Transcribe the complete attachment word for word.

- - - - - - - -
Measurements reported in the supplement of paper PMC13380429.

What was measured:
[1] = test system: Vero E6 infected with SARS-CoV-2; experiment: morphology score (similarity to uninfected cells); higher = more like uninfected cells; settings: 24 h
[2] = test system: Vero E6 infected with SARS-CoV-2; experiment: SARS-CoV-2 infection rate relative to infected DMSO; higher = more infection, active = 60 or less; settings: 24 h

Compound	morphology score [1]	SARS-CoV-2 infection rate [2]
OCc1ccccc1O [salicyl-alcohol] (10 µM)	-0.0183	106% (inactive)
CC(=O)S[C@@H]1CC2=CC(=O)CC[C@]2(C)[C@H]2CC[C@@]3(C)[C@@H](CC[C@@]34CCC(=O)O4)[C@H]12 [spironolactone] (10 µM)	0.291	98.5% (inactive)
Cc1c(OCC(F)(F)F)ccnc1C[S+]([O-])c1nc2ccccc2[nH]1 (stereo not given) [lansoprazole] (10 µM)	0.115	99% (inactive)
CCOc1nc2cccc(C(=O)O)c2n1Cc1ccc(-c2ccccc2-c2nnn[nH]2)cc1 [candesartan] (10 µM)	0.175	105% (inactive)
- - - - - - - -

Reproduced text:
Measurements reported in the supplement of paper PMC13380429.

What was measured:
[1] = test system: Vero E6 infected with SARS-CoV-2; experiment: morphology score (similarity to uninfected cells); higher = more like uninfected cells; settings: 24 h
[2] = test system: Vero E6 infected with SARS-CoV-2; experiment: SARS-CoV-2 infection rate relative to infected DMSO; higher = more infection, active = 60 or less; settings: 24 h

Compound	morphology score [1]	SARS-CoV-2 infection rate [2]
OCc1ccccc1O [salicyl-alcohol] (10 µM)	-0.0183	106% (inactive)
CC(=O)S[C@@H]1CC2=CC(=O)CC[C@]2(C)[C@H]2CC[C@@]3(C)[C@@H](CC[C@@]34CCC(=O)O4)[C@H]12 [spironolactone] (10 µM)	0.291	98.5% (inactive)
Cc1c(OCC(F)(F)F)ccnc1C[S+]([O-])c1nc2ccccc2[nH]1 (stereo not given) [lansoprazole] (10 µM)	0.115	99% (inactive)
CCOc1nc2cccc(C(=O)O)c2n1Cc1ccc(-c2ccccc2-c2nnn[nH]2)cc1 [candesartan] (10 µM)	0.175	105% (inactive)